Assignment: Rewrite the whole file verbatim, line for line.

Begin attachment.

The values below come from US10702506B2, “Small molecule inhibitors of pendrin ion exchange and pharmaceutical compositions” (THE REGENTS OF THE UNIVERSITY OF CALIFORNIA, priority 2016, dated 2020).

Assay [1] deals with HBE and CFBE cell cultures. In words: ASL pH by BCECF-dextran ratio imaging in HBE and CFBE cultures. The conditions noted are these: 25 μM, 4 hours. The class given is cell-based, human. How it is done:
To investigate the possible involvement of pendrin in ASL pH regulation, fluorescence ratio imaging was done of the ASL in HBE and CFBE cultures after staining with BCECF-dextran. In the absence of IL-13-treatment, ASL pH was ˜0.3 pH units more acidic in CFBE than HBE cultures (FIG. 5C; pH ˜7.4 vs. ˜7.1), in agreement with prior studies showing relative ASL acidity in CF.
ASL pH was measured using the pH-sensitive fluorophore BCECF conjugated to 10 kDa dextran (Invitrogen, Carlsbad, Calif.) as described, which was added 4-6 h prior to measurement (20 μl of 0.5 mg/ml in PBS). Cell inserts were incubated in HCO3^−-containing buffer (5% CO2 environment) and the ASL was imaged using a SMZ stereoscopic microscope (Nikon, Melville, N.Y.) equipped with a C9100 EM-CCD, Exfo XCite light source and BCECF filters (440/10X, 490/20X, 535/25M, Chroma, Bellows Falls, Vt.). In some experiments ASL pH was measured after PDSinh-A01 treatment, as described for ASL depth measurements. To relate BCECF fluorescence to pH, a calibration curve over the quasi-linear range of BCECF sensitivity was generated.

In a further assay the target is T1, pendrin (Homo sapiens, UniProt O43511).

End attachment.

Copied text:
The values below come from US10702506B2, “Small molecule inhibitors of pendrin ion exchange and pharmaceutical compositions” (THE REGENTS OF THE UNIVERSITY OF CALIFORNIA, priority 2016, dated 2020).

Assay [1] deals with HBE and CFBE cell cultures. In words: ASL pH by BCECF-dextran ratio imaging in HBE and CFBE cultures. The conditions noted are these: 25 μM, 4 hours. The class given is cell-based, human. How it is done:
To investigate the possible involvement of pendrin in ASL pH regulation, fluorescence ratio imaging was done of the ASL in HBE and CFBE cultures after staining with BCECF-dextran. In the absence of IL-13-treatment, ASL pH was ˜0.3 pH units more acidic in CFBE than HBE cultures (FIG. 5C; pH ˜7.4 vs. ˜7.1), in agreement with prior studies showing relative ASL acidity in CF.
ASL pH was measured using the pH-sensitive fluorophore BCECF conjugated to 10 kDa dextran (Invitrogen, Carlsbad, Calif.) as described, which was added 4-6 h prior to measurement (20 μl of 0.5 mg/ml in PBS). Cell inserts were incubated in HCO3^−-containing buffer (5% CO2 environment) and the ASL was imaged using a SMZ stereoscopic microscope (Nikon, Melville, N.Y.) equipped with a C9100 EM-CCD, Exfo XCite light source and BCECF filters (440/10X, 490/20X, 535/25M, Chroma, Bellows Falls, Vt.). In some experiments ASL pH was measured after PDSinh-A01 treatment, as described for ASL depth measurements. To relate BCECF fluorescence to pH, a calibration curve over the quasi-linear range of BCECF sensitivity was generated.

In a further assay the target is T1, pendrin (Homo sapiens, UniProt O43511).